Char came home with Jay and they had had a good trip down south to the family, and the rest of the day was pretty much waiting and prepping for the other big trip this month – to my parents’.
Everything else is on standby, as expected.
I’ve been thinking about under what conditions a creative project equals stress, if I can’t work on it, like on a day like this. I think the mistake I made an obvious mistake for many years was, as concluded in other posts about the subject – especially my problems with finding the right motivation to draw:
I let quantity trump quality.
For example, the reason my latest attempt at writing a novel (a YA fantasy, in the works circa 2012-15) failed was that too many quantitative motivations got mixed up in it.
I wanted to earn money from it – preferably all my income.
I wanted to do something creative with concepts Char and I had developed, even after my idea for a story had developed beyond that.
I wanted to finish in as short as time as possible and be as productive as possible instead of having as much fun as possible. I was very inspired, or so I thought, by prolific writers who blogged about how easy it was to write a lot (and conversely, how pathetic it was if other writers did not do so).
So money, miscast loyalty to others, and devotion to productivity methods that may work for others but not oneself.
Those three agendas sucked out a lot of energy from the YA novel, until I shelved it when other parts of reality killed the last of my motivation, notably my need to focus on my own business, on getting settled in yet another new apartment and dealing with the personal and relationship fall-out after (at first) not having been able to have Jay, after many treatments. Oh, and a couple of close family members died, too. Just sayin’ …
In contrast, I managed in those years also to create four live-talks with about 300 slides all in all, each talk worth about 200 hours of prep work and (fun) reading in that time, each earning about 2K USD per year on average – a fact which I quickly gauged when I got to know the market just a little bit.
I managed to write a handful of novellas for my Shade of the Morning Sun-series – not many, but some.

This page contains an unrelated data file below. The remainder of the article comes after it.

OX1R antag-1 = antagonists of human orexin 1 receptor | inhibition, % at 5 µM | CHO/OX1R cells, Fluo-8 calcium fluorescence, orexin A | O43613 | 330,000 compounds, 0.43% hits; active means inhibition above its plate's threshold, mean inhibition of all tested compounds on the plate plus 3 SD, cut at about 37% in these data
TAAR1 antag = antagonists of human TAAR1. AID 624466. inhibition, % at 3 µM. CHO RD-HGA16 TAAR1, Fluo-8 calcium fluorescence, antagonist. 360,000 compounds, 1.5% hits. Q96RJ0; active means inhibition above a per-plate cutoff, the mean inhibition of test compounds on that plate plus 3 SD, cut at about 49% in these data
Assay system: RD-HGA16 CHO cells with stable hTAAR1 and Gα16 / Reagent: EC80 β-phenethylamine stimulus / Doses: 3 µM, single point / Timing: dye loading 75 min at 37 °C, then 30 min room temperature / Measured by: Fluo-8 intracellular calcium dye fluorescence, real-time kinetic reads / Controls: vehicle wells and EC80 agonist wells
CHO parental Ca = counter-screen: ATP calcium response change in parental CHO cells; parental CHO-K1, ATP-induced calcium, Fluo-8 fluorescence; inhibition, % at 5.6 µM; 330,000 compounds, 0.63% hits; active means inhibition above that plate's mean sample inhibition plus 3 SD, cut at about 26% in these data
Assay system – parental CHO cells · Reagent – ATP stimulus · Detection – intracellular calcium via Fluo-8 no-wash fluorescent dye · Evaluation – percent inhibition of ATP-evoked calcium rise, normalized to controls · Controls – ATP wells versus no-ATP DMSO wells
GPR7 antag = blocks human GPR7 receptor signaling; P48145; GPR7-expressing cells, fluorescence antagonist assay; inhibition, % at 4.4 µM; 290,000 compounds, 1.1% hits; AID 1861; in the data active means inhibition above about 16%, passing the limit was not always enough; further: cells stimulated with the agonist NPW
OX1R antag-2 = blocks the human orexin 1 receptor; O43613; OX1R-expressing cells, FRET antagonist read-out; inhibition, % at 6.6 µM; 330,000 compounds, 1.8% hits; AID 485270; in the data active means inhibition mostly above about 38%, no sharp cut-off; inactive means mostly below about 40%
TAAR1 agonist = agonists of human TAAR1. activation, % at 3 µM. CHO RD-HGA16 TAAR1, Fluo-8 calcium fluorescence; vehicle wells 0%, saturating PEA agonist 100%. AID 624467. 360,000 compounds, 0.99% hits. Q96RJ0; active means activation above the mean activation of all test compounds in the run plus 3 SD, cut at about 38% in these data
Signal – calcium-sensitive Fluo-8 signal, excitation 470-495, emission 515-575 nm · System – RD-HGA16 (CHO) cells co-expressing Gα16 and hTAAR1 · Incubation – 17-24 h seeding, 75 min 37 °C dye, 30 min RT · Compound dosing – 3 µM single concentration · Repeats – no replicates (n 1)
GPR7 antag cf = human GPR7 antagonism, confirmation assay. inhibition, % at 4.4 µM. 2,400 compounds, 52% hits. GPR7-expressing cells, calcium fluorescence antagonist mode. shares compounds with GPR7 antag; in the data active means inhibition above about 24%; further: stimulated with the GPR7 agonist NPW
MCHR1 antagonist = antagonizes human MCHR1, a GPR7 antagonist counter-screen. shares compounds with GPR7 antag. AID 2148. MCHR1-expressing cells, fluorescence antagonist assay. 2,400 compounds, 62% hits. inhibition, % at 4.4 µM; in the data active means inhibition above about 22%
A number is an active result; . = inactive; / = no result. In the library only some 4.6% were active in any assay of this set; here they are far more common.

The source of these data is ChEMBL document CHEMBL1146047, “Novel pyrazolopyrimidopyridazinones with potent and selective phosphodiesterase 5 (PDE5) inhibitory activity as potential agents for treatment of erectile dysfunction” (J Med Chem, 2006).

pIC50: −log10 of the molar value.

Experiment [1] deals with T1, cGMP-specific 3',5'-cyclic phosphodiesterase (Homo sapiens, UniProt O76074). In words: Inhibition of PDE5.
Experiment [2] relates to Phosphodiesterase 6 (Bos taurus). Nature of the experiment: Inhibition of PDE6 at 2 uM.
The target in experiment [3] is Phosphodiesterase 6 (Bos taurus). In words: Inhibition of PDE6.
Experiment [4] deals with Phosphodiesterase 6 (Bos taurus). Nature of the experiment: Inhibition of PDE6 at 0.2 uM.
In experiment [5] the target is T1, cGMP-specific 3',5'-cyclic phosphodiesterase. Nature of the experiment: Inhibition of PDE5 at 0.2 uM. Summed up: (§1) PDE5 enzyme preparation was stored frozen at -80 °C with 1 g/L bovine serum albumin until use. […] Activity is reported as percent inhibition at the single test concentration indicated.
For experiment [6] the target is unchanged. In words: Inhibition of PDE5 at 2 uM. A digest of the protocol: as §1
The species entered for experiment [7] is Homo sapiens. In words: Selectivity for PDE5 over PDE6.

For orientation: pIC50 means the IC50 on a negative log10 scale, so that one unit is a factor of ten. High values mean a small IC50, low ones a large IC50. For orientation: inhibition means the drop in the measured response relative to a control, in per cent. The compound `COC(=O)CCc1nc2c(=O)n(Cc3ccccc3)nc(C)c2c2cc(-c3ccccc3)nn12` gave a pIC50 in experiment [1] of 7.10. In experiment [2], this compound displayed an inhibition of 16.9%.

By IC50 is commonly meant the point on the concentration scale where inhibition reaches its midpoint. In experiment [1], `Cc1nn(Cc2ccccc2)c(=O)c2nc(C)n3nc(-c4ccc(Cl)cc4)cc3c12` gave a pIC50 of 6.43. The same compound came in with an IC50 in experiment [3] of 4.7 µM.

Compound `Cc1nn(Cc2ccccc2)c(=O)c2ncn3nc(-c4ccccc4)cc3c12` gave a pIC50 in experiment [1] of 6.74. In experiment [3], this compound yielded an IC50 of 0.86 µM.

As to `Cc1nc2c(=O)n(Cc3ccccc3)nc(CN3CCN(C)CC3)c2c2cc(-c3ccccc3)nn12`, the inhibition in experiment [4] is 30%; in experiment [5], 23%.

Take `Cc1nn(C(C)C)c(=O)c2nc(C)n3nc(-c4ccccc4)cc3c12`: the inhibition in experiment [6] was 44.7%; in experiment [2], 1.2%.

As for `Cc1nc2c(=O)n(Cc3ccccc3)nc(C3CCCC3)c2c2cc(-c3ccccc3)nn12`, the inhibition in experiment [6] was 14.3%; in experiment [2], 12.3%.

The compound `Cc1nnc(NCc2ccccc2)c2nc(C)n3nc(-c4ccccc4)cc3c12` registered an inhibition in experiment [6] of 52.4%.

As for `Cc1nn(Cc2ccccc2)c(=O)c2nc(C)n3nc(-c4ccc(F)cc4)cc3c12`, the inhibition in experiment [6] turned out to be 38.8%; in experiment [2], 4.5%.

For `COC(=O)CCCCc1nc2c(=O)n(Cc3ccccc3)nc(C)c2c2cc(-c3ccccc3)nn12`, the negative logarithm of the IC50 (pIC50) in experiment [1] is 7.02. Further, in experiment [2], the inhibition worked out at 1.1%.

And I did two role-playing campaigns complete with prep work, live-sessions every other month (more or less) and a blog with short stories and quick illustrations.
So what worked for me to produce stories and art was:
- quick money earnings
- a personal stake or channel of expression
- having fun, with friends whom I knew expected some entertainment from me
- no deadlines, no quantity demands
A combination of those motivations, or – in the case of novellas and RPG: a single one of them – led to significant creative output.
And that’s what I want to do with Hammer and Magic! Since I can’t earn money from it now anyway, if ever, it is primarily there for
– fun and relaxation (including the little bits of art that accompanies it)
– with a few ‘friends’ (those who read and expect to be entertained)
– and with a view to having more fun if these people and I could make this into an online RPG – and co-create more of the world in which the story takes place. (There have been some of the latter projects in the alternatehistory.com forum I am posting in, so why not?)
Those are to be the primary motivations. For Hammer and Magic. And this post is here to remind me, so I don’t flunk it again.
Then, once I get more time, I will do more novellas, now with that theme about past lives I have written about, and for personal reasons mostly, and personal expression. And perhaps a full-fledged graphic novel project (or comic book project, if you will) about that dimension travel story I have brewed on for a few years now. Also mostly for personal expression-reasons, to put it that way.
But while the context is Jay, family and struggling to carve time to earn money, then whatever spare time I can manage to get has to be fun-filled and used under the same conditions to create art, as I have with other successful art-projects.
Maybe I had too much time previously, so I did not force myself to look at my motivations for that novel at an earlier occasion? I don’t know. But what is important is that I now finally learn and remember what works for me – under particular conditions – to create art and story.
I am getting there.